Matthew 26:64. “Jesus saith unto him, THOU hast said: nevertheless I say unto YOU, Hereafter shall YE see the Son of man sitting on the right hand of power, and coming in the clouds of heaven.” The singular THOU refers to the high priest, but the plural YOU refers to all who will see Christ in the day of His glory (Rev. 1:7).

Luke 22:31-32. “The Lord said, Simon, Simon, behold, Satan hath desired to have YOU, that he may sift YOU as wheat: but I have prayed for THEE, that THY faith fail not: and when THOU art converted, strengthen THY brethren.” Satan’s desire was directed to all the apostles (YOU), but the Lord prays for each individually and for Peter specifically (THEE, THY).

John 3:7. “Marvel not that I said unto THEE, YE must be born again.” The message was spoken to an individual (THEE), Nicodemus, but the message encompassed all men (YE). The same thing occurs in verse 11, where we read, “I say unto THEE ... that YE receive not our witness.”

1 Corinthians 8:9-12. “Take heed lest ... this liberty of YOURS ... if any man see THEE which hast knowledge ... through THY knowledge ... But when YE sin.” The plural YOURS and YE refer to the church members in general, but the Holy Spirit personalizes the exhortation by changing to the singular THEE and THY.

2 Timothy 4:22. “The Lord Jesus Christ be with THY spirit. Grace be with YOU.” The singular THY refers to Timothy, to whom the epistle was written (2 Tim. 1:1), but the plural YOU refers to others who were also included in Paul’s final greetings, “Priscilla and Aquila, and the household of Onesiphorus” (2 Tim. 4:19).

Titus 3:15. “All that are with me salute THEE. Greet them that love us in the faith. Grace be with YOU all.” Here, the singular THEE refers to Titus, but the plural YOU refers to the church in Crete (Tit. 1:5), and to all who loved Paul in the faith.

Philemon 21-25. “Having confidence in THY obedience I wrote unto THEE, knowing that THOU wilt also do more than I say ... I trust that through YOUR prayers I shall be given unto YOU ... There salute THEE ... the grace of our Lord Jesus Christ be with YOUR spirit.” The singular THEE refers to Philemon, but as this short letter was also addressed to “Apphia ... Archippus ... and to the church in thy house” (v. 2), the plural form YOU, YOUR is used in verses 3, 22, and 25.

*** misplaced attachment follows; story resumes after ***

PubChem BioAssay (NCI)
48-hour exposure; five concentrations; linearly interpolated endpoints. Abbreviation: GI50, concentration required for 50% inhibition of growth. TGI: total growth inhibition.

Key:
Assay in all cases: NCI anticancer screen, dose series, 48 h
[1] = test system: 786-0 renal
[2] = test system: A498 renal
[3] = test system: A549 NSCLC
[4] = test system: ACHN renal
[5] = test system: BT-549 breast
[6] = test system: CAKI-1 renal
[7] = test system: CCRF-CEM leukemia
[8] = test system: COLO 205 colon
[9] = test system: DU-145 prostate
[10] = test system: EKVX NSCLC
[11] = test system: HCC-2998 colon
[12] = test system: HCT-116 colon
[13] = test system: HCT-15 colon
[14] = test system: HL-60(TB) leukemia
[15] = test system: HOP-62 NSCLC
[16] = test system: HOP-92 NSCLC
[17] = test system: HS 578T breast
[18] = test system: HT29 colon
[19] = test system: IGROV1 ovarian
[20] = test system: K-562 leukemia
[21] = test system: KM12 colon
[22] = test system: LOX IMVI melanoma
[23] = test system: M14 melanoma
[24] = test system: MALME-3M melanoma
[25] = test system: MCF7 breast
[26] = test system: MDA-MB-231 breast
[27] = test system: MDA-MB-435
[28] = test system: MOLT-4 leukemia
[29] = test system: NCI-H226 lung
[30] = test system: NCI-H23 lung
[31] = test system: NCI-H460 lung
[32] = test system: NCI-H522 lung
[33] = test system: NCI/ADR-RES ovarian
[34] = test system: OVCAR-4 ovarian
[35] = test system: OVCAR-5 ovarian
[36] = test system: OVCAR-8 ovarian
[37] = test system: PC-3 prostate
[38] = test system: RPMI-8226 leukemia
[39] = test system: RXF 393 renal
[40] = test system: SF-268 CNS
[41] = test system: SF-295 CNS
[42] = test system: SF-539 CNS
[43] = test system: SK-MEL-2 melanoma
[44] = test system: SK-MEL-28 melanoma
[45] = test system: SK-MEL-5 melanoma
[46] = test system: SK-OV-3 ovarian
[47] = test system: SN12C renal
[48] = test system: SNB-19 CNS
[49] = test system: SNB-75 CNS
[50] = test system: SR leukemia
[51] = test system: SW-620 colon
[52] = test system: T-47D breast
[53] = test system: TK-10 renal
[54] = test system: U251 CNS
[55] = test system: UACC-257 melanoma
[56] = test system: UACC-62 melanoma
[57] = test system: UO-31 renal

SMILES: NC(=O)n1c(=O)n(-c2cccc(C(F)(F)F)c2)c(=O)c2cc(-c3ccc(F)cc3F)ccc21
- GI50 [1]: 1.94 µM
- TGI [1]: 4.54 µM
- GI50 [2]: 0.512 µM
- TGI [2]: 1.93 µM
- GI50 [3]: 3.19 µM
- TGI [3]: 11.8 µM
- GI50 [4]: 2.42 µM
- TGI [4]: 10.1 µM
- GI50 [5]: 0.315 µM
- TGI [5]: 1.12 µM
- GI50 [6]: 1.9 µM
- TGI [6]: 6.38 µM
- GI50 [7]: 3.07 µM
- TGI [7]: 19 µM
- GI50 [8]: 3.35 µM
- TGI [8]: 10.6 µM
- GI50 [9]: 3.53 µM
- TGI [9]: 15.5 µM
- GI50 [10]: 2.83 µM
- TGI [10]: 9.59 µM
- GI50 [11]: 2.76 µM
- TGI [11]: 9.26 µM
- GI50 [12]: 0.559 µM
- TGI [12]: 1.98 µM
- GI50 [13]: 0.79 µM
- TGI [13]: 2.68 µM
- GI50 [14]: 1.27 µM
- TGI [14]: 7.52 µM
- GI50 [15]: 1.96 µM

It is my conviction that we don’t need a new translation today; we need to renew our study of the excellent one that we already have. “Instead of lowering the Bible to a lowest common denominator, why should we not educate people to rise to the level required to experience the Bible in its full richness and exaltation? Instead of expecting the least from Bible readers, we should expect the most from them. The greatness of the Bible requires the best, not the least. ... The most difficult of modern English translations -- the King James -- is used most by segments of our society that are relatively uneducated as defined by formal education. ... research has shown repeatedly that people are capable of rising to surprising and even amazing abilities to read and master a subject that is important to them. ... Previous generations did not find the King James Bible, with its theological heaviness, beyond their comprehension. Nor do readers and congregations who continue to use the King James translation find it incomprehensible. Neither of my parents finished grade school, and they learned to understand the King James Bible from their reading of it and the preaching they heard based on it. We do not need to assume a theologically inept readership for the Bible. Furthermore, if modern readers are less adept at theology than they can and should be, it is the task of the church to educate them, not to give them Bible translations that will permanently deprive them of the theological content that is really present in the Bible” (Leland Ryken, The Word of God in English, pp. 107, 109).